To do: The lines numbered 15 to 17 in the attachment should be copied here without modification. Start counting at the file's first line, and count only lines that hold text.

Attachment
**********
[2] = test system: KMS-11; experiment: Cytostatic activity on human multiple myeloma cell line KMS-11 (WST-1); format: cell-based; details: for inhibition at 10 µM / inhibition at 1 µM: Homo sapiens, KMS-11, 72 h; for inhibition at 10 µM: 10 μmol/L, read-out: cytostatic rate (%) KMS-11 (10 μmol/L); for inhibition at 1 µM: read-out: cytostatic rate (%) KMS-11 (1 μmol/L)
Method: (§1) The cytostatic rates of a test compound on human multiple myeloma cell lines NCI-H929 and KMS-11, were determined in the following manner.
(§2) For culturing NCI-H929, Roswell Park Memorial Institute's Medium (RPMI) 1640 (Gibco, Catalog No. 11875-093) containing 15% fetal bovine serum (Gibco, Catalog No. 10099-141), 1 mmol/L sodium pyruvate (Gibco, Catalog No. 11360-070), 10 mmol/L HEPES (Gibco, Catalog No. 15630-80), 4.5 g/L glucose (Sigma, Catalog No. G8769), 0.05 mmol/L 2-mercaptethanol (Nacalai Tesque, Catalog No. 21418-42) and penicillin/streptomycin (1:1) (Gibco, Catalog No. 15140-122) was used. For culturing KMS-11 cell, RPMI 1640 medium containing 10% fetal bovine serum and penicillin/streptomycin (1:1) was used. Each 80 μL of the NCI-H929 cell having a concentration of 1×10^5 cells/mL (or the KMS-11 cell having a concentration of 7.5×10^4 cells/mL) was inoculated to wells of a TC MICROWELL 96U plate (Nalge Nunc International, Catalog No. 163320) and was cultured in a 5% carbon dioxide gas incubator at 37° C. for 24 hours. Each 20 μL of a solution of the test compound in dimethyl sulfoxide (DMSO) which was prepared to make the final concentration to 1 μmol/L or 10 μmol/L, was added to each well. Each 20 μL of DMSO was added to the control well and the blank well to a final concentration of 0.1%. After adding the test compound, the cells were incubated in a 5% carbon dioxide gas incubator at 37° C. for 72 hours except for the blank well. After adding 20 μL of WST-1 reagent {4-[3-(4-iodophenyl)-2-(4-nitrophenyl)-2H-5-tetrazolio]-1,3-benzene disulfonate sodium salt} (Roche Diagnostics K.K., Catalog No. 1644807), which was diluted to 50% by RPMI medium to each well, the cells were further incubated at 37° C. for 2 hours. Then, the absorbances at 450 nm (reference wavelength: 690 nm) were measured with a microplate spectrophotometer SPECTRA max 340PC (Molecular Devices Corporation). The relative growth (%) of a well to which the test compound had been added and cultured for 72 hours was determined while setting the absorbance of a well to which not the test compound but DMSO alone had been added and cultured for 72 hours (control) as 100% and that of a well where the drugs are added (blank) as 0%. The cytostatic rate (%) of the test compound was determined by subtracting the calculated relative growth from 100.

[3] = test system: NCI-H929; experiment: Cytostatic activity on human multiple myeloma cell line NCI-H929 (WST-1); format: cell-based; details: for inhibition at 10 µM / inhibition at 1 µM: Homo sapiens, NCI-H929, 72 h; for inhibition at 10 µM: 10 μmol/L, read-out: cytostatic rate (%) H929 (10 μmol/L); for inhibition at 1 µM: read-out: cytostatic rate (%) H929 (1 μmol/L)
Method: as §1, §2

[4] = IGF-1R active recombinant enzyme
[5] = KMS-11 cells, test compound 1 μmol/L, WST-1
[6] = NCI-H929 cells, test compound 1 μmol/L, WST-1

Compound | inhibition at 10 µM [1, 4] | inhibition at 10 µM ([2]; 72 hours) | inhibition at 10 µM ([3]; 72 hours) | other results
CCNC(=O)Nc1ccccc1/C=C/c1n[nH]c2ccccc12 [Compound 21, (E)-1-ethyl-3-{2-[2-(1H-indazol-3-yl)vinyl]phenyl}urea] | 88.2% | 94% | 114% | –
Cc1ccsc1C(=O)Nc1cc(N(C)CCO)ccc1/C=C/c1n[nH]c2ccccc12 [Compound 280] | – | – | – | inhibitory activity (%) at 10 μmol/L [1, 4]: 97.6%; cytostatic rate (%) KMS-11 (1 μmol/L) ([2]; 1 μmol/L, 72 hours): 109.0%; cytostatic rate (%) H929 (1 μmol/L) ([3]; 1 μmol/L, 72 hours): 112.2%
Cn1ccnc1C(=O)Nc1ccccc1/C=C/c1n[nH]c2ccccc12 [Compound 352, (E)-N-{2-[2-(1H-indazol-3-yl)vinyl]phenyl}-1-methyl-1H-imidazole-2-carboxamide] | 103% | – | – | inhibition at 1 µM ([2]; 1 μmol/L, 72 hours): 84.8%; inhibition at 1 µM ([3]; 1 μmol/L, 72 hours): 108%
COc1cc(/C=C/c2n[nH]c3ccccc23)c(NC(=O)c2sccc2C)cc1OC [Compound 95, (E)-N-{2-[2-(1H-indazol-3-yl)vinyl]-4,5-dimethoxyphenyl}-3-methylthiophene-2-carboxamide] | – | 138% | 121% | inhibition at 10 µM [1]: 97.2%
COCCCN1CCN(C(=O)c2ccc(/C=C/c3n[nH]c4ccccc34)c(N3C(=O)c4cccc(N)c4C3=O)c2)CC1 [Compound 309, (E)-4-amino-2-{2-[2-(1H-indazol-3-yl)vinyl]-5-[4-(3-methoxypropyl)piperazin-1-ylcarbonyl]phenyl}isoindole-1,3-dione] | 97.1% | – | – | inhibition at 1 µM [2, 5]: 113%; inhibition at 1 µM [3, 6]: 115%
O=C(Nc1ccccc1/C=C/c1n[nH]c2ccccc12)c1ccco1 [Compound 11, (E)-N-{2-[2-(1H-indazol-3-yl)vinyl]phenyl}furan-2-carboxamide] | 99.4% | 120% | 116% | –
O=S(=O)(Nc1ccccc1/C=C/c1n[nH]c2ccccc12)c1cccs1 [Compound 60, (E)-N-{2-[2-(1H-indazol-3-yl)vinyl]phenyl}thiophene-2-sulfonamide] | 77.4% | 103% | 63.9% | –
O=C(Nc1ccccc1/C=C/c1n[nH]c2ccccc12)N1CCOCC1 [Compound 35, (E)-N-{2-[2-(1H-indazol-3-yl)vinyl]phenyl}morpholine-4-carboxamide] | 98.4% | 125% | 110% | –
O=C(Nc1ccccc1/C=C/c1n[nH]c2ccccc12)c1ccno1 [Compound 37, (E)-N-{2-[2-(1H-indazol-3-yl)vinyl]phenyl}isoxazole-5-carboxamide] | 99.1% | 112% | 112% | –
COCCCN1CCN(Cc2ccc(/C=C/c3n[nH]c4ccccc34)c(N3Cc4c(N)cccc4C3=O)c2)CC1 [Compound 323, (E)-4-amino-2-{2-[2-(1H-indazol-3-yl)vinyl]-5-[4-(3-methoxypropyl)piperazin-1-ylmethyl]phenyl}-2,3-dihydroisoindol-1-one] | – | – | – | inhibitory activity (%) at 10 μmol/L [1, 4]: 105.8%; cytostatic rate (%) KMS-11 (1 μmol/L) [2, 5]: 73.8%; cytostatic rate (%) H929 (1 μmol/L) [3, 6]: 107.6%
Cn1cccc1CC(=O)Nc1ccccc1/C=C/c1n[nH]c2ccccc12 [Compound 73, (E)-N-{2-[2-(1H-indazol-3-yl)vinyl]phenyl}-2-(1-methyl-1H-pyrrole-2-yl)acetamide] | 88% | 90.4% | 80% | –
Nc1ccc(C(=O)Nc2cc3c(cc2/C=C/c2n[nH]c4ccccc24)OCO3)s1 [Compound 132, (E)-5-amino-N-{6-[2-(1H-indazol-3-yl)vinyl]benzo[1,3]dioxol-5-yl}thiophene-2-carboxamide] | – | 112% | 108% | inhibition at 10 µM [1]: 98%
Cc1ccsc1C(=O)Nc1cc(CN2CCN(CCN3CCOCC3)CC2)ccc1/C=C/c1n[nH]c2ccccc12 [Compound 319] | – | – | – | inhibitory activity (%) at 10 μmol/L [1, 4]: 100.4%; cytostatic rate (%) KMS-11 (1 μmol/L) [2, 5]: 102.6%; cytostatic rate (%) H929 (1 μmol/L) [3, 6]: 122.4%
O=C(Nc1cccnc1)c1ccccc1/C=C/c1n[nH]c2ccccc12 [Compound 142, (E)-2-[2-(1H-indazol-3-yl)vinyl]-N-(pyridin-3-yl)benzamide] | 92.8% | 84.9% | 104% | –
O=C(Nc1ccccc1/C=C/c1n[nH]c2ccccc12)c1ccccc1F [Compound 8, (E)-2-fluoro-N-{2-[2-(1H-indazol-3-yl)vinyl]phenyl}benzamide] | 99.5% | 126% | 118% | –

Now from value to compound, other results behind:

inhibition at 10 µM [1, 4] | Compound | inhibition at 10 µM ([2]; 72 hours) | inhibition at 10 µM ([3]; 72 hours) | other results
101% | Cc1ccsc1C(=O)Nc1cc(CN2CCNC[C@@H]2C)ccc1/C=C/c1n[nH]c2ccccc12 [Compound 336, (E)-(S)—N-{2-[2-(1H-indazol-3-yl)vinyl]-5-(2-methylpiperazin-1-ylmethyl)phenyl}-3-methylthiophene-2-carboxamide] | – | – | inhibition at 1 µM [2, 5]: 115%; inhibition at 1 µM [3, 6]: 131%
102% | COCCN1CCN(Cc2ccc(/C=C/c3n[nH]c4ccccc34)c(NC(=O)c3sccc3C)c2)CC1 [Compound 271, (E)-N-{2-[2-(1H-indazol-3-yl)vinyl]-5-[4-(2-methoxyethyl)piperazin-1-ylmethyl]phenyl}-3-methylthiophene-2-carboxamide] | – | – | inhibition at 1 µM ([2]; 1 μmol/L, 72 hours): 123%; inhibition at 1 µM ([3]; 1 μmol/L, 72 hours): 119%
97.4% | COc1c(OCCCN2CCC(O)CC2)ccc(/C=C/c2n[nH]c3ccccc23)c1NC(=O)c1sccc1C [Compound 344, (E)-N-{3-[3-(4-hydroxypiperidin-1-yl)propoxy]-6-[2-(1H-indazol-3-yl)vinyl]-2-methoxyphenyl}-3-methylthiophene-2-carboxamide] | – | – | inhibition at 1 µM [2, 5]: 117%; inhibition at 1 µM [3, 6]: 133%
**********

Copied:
O=C(Nc1ccccc1/C=C/c1n[nH]c2ccccc12)c1ccco1 [Compound 11, (E)-N-{2-[2-(1H-indazol-3-yl)vinyl]phenyl}furan-2-carboxamide] | 99.4% | 120% | 116% | –
O=S(=O)(Nc1ccccc1/C=C/c1n[nH]c2ccccc12)c1cccs1 [Compound 60, (E)-N-{2-[2-(1H-indazol-3-yl)vinyl]phenyl}thiophene-2-sulfonamide] | 77.4% | 103% | 63.9% | –
O=C(Nc1ccccc1/C=C/c1n[nH]c2ccccc12)N1CCOCC1 [Compound 35, (E)-N-{2-[2-(1H-indazol-3-yl)vinyl]phenyl}morpholine-4-carboxamide] | 98.4% | 125% | 110% | –